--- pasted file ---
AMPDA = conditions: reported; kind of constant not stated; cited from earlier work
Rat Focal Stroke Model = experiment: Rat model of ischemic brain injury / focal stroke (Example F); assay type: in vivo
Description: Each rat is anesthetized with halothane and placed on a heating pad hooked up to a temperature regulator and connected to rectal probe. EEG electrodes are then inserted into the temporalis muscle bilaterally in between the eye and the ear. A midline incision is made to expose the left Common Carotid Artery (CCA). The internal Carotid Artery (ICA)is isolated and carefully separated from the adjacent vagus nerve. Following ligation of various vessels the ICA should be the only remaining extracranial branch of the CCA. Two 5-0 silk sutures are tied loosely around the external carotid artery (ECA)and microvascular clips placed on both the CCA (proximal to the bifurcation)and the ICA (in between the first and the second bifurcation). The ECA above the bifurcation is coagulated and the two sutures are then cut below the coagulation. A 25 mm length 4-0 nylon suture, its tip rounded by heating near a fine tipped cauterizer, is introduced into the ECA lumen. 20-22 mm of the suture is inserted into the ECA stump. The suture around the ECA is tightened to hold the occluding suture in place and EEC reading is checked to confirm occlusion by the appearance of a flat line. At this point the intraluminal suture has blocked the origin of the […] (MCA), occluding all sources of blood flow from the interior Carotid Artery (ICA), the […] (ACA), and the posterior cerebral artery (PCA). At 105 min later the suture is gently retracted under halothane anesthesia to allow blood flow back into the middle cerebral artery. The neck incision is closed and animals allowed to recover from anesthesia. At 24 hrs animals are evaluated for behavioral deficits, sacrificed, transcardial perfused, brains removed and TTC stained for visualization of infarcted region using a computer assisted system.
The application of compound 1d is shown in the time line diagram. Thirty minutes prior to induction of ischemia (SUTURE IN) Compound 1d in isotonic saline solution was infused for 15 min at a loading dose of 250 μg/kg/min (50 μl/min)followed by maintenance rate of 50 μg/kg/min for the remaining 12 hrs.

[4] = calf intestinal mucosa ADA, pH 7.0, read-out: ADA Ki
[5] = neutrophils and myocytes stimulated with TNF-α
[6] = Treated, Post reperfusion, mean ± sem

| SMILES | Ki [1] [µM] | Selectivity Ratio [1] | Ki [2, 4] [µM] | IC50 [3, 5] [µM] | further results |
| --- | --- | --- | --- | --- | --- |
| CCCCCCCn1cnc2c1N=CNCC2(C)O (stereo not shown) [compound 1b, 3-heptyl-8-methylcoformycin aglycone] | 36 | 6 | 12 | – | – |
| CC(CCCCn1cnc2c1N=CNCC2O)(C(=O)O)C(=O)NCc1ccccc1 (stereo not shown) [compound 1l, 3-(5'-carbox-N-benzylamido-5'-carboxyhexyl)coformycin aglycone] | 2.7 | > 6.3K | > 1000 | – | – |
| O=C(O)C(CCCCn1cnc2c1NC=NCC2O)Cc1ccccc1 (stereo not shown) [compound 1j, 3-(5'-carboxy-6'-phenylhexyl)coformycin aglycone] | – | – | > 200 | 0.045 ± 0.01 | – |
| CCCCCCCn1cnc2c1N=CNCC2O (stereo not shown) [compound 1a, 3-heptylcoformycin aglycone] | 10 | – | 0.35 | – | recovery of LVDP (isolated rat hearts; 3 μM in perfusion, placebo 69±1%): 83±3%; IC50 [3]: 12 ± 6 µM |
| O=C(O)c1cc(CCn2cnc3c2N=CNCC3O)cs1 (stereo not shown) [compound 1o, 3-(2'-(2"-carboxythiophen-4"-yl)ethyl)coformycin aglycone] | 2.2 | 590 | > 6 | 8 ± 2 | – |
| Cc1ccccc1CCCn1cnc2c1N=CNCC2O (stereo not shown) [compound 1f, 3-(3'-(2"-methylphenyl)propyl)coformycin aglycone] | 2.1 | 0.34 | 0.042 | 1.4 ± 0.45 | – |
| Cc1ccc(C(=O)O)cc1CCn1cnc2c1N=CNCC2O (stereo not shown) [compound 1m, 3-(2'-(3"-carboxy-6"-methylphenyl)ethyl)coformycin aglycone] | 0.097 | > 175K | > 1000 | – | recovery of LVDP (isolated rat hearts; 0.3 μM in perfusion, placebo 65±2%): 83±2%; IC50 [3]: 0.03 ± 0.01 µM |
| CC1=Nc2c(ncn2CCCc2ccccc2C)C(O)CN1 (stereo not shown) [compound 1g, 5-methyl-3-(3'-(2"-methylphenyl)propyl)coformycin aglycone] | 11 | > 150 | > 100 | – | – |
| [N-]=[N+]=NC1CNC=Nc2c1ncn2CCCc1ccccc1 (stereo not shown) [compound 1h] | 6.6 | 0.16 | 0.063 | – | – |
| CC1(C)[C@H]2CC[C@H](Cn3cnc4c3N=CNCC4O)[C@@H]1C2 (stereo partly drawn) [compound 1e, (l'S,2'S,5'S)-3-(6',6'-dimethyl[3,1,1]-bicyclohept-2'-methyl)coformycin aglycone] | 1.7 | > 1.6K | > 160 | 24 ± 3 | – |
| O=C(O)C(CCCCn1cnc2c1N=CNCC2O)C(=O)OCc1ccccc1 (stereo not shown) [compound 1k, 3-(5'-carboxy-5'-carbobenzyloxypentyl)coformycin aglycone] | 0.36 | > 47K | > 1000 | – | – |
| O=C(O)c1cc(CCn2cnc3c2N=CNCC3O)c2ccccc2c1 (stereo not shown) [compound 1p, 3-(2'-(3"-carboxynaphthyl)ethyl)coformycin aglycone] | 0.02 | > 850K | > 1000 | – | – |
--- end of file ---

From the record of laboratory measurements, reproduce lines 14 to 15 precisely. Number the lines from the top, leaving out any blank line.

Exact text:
| O=C(O)c1cc(CCn2cnc3c2N=CNCC3O)cs1 (stereo not shown) [compound 1o, 3-(2'-(2"-carboxythiophen-4"-yl)ethyl)coformycin aglycone] | 2.2 | 590 | > 6 | 8 ± 2 | – |
| Cc1ccccc1CCCn1cnc2c1N=CNCC2O (stereo not shown) [compound 1f, 3-(3'-(2"-methylphenyl)propyl)coformycin aglycone] | 2.1 | 0.34 | 0.042 | 1.4 ± 0.45 | – |